1. Choose a broad topic, based on your interests. At this stage, it could be celebrity, social media, evaluation or dozens of others. Then check that your topic is covered in recent textbooks (eg Theaker, Theaker and Yaxley, Tench and Yeomans to name a few). The relevant chapters in these books should give you a start, and point you to dozens of further sources (books, articles, news reports etc). If you can’t find a chapter on your topic, you may struggle to develop a good literature review, so perhaps should think again.
  2. Ask a specific question about your topic.  As well as being based on a review of published literature, your dissertation requires you to conduct some original (or ‘primary’) research on the subject. So make sure you’re asking a specific question to give a strong focus to your research. Research can be done in many ways, but typically students use a selection of interviews, questionnaires, observation, content analysis etc. An example of a specific question on the topic of evaluation might be: ‘What measures should replace advertising value equivalency (AVE)?’

Some students view the dissertation as a chore. But it’s one of the few things you will take away from your course to show for your efforts, and it can differentiate you from other graduates at job interviews. So it’s worth doing well.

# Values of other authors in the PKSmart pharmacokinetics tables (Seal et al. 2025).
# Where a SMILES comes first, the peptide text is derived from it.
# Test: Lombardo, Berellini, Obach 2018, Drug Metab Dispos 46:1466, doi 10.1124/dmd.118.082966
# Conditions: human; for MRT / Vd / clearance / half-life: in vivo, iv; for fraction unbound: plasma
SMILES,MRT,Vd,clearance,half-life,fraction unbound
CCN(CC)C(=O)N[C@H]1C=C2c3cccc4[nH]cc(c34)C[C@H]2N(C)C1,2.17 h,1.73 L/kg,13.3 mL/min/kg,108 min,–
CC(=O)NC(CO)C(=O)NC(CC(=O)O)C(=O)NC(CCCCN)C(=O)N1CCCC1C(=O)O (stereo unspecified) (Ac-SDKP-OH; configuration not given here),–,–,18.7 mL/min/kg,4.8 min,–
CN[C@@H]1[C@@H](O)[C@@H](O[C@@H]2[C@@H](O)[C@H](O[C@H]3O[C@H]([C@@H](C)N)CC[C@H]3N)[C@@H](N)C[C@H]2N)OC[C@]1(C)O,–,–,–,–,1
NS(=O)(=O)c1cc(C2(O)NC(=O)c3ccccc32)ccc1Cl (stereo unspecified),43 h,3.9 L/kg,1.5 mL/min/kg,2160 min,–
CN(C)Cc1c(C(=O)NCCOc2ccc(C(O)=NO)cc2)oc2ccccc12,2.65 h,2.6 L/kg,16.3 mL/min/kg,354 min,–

Public relations: on the side of the angels?

19 Aug

Four books, two themes

new booksIn place of full reviews, here are some themes from four new books I’ve been reading this summer.

The first is long-awaited. It explores the connection between public relations and leadership (as distinct from management).

Kevin Murray’s The Language of Leaders (first published in 2012, but I’m reading the 2013 second edition) is concerned with the leadership traits and communication skills of senior executives, not the PR skills of their advisers. Based on interviews with CEOs, it’s an anecdotal but intellectual book that covers key traits and explores ‘why you need to be a better communicator if you want to lead.’ The book presents twelve principles of leadership communication.

Though Richard Branson was an interviewee who eluded the author, his example as a communicative leader is an inspiring one.